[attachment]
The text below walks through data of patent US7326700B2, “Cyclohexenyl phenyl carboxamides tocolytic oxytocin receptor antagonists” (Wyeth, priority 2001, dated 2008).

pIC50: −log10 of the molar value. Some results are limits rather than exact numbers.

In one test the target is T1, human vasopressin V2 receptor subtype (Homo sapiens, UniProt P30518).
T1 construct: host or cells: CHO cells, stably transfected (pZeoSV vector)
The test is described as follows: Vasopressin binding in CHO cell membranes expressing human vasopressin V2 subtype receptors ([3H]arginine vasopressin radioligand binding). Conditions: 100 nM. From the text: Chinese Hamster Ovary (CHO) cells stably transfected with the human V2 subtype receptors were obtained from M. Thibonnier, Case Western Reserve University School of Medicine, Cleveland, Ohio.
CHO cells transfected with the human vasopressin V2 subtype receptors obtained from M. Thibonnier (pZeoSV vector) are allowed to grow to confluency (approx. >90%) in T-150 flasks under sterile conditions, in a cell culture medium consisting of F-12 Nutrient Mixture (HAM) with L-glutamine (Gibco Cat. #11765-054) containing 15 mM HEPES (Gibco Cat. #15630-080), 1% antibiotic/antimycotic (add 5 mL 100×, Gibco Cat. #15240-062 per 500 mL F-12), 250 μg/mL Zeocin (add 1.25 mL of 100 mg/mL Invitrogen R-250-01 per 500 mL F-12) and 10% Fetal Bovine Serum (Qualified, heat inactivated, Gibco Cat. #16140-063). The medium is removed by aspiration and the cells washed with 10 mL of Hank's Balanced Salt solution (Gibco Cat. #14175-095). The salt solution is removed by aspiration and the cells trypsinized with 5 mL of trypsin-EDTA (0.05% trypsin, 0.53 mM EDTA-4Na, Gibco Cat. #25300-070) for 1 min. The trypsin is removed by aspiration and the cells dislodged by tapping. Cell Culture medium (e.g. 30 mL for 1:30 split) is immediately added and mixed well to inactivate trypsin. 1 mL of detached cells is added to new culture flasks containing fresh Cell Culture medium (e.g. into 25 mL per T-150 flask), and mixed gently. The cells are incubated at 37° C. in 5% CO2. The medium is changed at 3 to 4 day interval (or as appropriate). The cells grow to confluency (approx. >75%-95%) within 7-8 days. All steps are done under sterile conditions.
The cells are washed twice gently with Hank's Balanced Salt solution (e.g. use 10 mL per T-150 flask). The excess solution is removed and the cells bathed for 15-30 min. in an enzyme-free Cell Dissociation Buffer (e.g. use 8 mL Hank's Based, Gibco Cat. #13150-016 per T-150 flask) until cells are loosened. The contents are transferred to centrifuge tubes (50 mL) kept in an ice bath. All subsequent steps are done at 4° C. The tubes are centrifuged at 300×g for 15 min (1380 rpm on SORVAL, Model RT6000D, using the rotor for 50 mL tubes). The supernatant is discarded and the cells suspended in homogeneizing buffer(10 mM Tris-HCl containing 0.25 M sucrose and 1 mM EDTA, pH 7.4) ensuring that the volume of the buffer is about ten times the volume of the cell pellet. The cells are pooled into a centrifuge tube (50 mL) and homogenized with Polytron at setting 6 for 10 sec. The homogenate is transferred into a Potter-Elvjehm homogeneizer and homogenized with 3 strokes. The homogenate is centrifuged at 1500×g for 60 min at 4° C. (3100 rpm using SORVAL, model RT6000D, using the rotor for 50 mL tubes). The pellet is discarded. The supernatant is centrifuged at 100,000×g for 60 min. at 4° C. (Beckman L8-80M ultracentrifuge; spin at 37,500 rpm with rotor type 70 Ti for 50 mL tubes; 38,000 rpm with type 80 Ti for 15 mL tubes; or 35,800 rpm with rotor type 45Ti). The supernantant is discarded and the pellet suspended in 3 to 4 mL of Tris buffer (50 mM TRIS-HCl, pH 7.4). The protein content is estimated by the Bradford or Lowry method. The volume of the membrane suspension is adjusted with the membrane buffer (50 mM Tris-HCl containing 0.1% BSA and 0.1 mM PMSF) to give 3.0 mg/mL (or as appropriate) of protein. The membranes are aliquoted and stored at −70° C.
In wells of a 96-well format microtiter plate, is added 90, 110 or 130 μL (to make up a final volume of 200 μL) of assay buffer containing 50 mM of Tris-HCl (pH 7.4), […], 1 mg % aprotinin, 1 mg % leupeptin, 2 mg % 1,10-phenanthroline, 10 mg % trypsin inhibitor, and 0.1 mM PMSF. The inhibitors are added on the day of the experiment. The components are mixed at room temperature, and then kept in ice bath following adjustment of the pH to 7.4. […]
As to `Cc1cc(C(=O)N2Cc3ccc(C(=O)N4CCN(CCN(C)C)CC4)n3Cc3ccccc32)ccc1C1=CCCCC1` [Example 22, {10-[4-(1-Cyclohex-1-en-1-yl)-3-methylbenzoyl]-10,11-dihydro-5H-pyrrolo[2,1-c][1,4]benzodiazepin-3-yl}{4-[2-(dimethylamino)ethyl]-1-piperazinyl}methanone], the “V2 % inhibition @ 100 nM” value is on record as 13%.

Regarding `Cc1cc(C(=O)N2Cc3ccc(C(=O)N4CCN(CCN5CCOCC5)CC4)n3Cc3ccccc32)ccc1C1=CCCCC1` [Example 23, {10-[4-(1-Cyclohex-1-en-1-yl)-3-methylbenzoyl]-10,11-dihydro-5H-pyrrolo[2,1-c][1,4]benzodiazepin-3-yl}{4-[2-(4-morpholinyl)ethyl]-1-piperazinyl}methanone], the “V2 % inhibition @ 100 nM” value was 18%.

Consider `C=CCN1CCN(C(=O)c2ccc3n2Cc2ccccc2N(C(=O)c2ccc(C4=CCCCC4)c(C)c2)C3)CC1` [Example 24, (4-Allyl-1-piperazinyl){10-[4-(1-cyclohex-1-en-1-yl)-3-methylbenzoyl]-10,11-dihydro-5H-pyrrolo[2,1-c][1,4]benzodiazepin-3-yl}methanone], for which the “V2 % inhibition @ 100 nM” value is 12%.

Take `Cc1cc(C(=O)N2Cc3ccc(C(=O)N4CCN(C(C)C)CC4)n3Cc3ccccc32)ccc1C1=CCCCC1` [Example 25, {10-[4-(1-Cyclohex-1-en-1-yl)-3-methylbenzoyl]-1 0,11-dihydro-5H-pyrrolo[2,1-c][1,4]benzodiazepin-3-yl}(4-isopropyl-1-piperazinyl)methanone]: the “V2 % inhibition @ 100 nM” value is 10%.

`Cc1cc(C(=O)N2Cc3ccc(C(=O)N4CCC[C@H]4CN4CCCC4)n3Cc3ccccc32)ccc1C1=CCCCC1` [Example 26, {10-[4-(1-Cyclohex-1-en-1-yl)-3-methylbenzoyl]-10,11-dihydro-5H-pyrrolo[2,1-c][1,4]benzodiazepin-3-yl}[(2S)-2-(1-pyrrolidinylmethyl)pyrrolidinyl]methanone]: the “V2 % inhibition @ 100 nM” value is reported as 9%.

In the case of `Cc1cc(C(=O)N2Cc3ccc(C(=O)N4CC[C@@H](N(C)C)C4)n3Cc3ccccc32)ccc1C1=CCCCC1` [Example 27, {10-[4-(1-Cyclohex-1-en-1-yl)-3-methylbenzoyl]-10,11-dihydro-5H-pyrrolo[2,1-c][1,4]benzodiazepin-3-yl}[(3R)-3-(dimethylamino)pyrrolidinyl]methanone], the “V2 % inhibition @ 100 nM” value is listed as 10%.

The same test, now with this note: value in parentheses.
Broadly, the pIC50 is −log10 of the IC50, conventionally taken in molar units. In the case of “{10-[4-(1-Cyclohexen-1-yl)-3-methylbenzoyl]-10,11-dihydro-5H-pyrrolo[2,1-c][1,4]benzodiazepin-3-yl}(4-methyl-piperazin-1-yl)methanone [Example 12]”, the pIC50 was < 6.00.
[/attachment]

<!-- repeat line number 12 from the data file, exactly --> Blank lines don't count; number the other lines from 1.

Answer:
Take `Cc1cc(C(=O)N2Cc3ccc(C(=O)N4CCN(C(C)C)CC4)n3Cc3ccccc32)ccc1C1=CCCCC1` [Example 25, {10-[4-(1-Cyclohex-1-en-1-yl)-3-methylbenzoyl]-1 0,11-dihydro-5H-pyrrolo[2,1-c][1,4]benzodiazepin-3-yl}(4-isopropyl-1-piperazinyl)methanone]: the “V2 % inhibition @ 100 nM” value is 10%.